The fluke fishing is generally good, with a lot of shorts caught for each keeper. Fluke of 5 pounds were caught in the ocean between 60 and 80 feet of water, around Cholera Banks, off the south side of Montauk Point and off Orient Point. Along the North Shore, the best fluke fishing was found at the mouths of the harbors in 15 to 30 feet of water, with bucktails tipped with squid or spearing the top producers. In all areas the standard squid and spearing combo was a reliable producer.


The offshore wrecks in 60 feet of water and deeper have been producing limits of keeper sea bass with some jumbo porgies and ling mixed in. Excellent sea bass fishing was reported off Montauk and Orient Points. Jigs as well clams were the top producers for the larger sea bass. Smaller sea bass are being caught in the bays and inshore artificial reefs, mostly on clams. The porgy bite in the East End bays and off the North Shore beaches remained strong on fresh clam strips. An occasional codfish was reported on the deeper wrecks.


Bluefin tuna over 400 pounds continued to be caught offshore along the 30-fathom line by anglers jigging. Bluefin up to 90 pounds were caught on poppers and by trolling plastics and spreader bars in the same areas, with the general trend of the fish moving east of Moriches Inlet. Bluefin and a few bigeye tunas were trolled at the canyons during the day and chunked at night. Typical bluefins were up to 90 pounds and bigeyes to 250 pounds. The yellowfin tuna bite was very slow.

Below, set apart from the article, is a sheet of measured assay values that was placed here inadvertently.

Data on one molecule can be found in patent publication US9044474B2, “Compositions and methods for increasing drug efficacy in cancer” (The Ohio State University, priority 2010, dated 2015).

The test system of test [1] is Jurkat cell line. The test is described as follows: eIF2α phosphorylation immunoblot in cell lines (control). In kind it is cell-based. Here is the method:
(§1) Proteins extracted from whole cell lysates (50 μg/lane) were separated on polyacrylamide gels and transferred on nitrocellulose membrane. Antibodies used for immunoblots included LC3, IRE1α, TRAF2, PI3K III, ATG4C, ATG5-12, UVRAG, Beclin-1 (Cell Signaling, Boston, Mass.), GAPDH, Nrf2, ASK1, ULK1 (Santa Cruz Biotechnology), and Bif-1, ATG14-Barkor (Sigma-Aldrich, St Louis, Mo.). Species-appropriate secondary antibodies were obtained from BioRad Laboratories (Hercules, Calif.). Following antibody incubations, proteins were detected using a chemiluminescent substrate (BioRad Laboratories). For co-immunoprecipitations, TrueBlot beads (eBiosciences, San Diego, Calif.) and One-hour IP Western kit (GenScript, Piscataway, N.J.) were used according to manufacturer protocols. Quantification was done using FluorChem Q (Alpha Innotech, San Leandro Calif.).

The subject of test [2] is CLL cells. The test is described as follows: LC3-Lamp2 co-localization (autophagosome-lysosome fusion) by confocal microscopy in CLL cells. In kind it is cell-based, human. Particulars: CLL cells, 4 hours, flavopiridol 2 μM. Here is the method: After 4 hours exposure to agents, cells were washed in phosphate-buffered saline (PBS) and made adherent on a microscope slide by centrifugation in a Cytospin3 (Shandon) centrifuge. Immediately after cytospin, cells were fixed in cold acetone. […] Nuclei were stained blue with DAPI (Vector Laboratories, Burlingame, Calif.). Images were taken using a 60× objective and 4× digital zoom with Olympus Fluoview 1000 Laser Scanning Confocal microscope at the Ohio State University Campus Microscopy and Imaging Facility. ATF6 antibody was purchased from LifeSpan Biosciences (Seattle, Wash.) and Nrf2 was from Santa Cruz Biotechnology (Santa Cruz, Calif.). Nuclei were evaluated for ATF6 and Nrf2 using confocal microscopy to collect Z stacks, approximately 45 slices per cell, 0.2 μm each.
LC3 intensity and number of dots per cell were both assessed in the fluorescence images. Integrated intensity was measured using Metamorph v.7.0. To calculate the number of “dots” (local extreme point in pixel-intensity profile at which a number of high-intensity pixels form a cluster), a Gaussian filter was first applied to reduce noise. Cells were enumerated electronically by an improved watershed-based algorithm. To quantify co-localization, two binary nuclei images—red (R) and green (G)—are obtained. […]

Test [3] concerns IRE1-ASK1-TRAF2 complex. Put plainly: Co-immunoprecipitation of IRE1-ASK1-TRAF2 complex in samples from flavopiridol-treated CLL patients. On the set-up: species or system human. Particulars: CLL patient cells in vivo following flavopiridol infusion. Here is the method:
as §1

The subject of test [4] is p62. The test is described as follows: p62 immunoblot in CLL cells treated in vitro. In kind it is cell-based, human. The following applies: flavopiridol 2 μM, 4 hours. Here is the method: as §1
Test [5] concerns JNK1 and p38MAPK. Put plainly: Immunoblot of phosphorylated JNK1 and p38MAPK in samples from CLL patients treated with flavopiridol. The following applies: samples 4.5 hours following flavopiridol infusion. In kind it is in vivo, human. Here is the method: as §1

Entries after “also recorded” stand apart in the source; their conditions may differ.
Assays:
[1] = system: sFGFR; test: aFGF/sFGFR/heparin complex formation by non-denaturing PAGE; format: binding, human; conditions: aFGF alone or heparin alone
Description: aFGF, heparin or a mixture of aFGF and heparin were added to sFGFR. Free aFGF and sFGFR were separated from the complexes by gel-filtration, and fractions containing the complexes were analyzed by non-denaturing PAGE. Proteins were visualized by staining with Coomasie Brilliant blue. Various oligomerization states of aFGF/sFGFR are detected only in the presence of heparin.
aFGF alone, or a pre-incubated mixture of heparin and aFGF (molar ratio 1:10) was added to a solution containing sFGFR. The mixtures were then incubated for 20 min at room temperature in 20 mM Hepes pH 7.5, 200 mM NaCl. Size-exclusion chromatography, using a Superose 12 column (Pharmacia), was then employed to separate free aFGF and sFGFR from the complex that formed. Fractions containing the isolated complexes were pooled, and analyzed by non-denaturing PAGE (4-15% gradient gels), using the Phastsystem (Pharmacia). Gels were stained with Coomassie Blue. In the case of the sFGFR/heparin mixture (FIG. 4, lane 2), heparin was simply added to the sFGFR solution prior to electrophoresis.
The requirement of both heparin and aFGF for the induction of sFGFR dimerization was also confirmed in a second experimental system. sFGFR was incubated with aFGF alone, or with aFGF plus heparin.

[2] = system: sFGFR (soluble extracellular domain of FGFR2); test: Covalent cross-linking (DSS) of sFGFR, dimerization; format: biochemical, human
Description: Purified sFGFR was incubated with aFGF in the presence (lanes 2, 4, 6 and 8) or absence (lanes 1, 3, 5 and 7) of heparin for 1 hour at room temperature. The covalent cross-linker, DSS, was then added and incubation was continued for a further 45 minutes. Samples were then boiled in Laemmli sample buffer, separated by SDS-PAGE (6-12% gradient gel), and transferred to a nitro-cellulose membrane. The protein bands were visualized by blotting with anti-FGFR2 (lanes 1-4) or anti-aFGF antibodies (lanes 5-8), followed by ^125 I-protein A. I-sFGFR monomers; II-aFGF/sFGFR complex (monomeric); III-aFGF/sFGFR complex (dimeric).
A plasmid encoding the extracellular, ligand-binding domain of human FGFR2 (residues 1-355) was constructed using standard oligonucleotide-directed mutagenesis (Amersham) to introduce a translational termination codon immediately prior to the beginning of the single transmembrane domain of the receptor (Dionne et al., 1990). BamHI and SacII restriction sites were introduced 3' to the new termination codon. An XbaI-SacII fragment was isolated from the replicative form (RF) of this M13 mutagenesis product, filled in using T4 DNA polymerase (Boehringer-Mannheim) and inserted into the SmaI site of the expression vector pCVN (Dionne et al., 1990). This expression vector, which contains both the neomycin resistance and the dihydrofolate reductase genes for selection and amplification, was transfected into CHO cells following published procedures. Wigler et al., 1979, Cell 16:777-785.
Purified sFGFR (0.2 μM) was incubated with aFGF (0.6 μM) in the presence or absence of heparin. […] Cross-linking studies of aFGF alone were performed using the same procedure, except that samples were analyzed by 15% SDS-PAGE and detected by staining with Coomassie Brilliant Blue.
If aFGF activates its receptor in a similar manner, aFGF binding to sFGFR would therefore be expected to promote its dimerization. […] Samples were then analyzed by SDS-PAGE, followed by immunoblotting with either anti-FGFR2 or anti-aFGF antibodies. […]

The freshwater fishing remained good, with the best fishing occurring during low light conditions. Largemouth bass responded to plastic worms, small swimmers and surface lures. Anglers fishing the Peconic river reported a mix of largemouth bass, pickerel, crappies and other panfish. Bluegills, sunfish and yellow perch were caught by anglers using trout worms, grubs and small files in most ponds and lakes.


Guy Zummo

Western New York

Chautauqua Lake

Anglers continue to see good walleye action on the outside of weed edges in the north basin. Trolling or bottom bouncing with worm harnesses, and casting jigs has been productive. Anglers are catching walleye both night and day, but the bite can turn off at times of higher boat traffic. Muskellunge are also showing along weedlines. Target musky by casting large 6 to 8-inch stickbaits and jerkbaits along weedlines or casting and retrieving over the top edges of weed beds.


Lake Erie and tributaries

In a nutshell, west is currently a better bet for walleye. Although there have still been some slower days in the more productive areas. Walleye fishing has recently been quite tough for most anglers out of Buffalo. Anglers drifting or slow trolling (0.8-1.2 mph) and bottom bouncing with worm harnesses in 40-55 feet of water have done best, averaging about 2-3 walleye per boat. At those depths, you will need 4 to 6-ounce sinkers to effectively stay near/at the bottom. From Sturgeon Point to west of Cattaraugus Creek, anglers are catching fair numbers in 50-60 feet of water on lures run around mid-column. West of Dunkirk has been a bright spot with trollers doing well in 55-65 feet of water. Renosky stickbaits have been productive when run between 30 feet down and the bottom. Trollers out of Barcelona are picking up modest numbers of walleye in 50-60 feet of water on gear run between 20 feet down and the bottom.


Smallmouth bass fishing has been relatively slow, but there have been some better reports in 25-35 feet of water. The key is to find rocky bottom structure such as reefs, rock piles and drop-offs. Ned rigs, jigs with swimbaits, tube jigs, live minnows and crayfish are good bass offerings.